Sugar is also a hydroscopic, meaning that it attracts moisture. This is one reason the presence of sugar is so important for baked goods, it helps retain moisture and keeps the foods soft and supple. Of course moisture in a container of sugar is not helpful and can actually ruin a perfectly good bowl.
Interesting fact, white sugar is not vegan. To make white sugar refined and give it its signature pale color, the raw sugar is processed with bone char. So while no animal products are actually in white sugar, by using animal bone to refine it, the ingredient becomes non-vegan. Raw or unrefined sugars are safe for vegans to eat, as are sugars made from sugar beets.
RELATED: A Guide to Different Types of Sugar
How to Cook With White Sugar
White sugar can be and is used in just about anything. Look at a label in the grocery store and it becomes clear sugar is in so many foods, even where eaters wouldn't expect it to be. At home it's easier to control where white sugar gets used, and baking is the number one method. It's part of most cookie recipes, cakes, pie, muffins, scones and sweet rolls.
Use white sugar to make jam, create certain Asian sauces like teriyaki, and stir into gelatin for a classic treat. Because white sugar dissolves easily in hot liquids, it can tame the bitterness of coffee or black tea, and make a simple syrup perfect for lemonade and cocktails. Sugar also caramelizes under high heat, so a BBQ rub with white sugar in it is a great ingredient to keep in the spice cabinet.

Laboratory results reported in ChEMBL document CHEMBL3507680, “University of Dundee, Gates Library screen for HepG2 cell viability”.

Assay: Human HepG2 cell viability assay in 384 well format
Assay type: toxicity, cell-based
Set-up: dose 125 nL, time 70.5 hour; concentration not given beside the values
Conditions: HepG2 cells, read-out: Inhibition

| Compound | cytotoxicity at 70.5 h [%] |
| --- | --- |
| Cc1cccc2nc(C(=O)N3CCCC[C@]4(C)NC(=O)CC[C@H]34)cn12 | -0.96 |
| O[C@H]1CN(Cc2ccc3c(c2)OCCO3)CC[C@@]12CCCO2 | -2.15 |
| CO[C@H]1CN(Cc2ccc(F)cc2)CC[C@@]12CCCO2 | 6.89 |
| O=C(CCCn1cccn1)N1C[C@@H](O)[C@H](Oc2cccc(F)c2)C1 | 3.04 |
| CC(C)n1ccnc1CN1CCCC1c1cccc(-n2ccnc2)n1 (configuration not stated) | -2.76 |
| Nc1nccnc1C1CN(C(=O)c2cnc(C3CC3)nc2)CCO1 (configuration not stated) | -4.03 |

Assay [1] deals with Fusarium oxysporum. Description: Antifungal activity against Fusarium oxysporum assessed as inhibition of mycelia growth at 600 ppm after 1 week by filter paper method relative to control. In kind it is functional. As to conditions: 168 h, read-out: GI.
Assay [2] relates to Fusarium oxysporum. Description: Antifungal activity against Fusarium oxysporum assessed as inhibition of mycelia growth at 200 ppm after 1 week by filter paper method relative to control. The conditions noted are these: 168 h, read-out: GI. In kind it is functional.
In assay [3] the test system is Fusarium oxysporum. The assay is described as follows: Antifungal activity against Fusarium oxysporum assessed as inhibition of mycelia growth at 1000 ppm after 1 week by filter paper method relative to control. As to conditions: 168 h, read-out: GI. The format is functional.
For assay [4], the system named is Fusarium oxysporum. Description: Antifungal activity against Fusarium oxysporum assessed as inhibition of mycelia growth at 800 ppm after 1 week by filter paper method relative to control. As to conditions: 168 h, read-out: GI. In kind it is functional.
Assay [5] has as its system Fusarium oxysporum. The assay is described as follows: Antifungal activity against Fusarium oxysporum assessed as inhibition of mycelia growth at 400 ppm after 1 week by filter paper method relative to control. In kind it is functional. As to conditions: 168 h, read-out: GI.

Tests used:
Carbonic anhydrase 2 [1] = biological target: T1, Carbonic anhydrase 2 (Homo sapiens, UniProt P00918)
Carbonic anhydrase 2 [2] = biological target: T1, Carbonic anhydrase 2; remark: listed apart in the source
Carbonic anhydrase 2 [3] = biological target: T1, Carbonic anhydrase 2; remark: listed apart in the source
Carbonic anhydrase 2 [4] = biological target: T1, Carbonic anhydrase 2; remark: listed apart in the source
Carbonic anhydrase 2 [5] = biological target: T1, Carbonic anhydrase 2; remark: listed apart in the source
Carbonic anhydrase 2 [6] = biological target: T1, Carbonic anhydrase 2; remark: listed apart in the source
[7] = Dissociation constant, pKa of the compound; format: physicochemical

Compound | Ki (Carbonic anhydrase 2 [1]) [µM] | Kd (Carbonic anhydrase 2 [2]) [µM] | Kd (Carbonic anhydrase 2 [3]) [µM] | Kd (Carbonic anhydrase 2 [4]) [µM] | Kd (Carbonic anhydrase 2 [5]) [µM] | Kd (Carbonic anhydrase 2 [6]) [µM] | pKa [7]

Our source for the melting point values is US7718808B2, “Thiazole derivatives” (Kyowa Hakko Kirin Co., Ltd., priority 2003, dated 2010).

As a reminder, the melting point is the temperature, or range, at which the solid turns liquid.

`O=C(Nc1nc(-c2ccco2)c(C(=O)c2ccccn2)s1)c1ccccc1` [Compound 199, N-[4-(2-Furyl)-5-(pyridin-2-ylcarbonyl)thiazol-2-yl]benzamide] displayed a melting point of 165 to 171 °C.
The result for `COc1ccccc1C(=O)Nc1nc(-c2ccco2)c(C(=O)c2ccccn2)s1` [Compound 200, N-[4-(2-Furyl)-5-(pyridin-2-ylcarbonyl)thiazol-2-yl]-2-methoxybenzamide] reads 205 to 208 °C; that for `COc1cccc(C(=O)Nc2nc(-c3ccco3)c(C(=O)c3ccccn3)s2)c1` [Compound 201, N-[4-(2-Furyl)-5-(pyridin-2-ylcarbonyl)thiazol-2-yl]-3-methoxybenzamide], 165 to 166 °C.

What Does It Taste Like?
Sugar is a sweet substance that hits all the saccharine taste buds on the tongue. Because it's mainly mixed into foods, white sugar adds sweetness that enhances whatever ingredient it's combined with.
White sugar is found in many foods, and not all of them sweet. Some recipes need the sugar to bring out the saccharine notes, like the following desserts. But other dishes use white sugar to balance out the savory side, like in the biscuit recipe below.
White Sugar Selection
- Granulated Sugar: This all-purpose sugar is the most common variety of white sugar and is often referred to as table sugar. It is easily measured and dissolves well into beverages and other liquids. Use it in baking, cooking and in that morning cup of coffee.
- Coarse Grain: Also called decorating sugar or pearl sugar, this type of large sugar crystals are often sprinkled on top of baked goods and candy for extra sparkle. The chemical composition of this sugar is identical to table sugar, and the only difference between the two is the size of the crystal.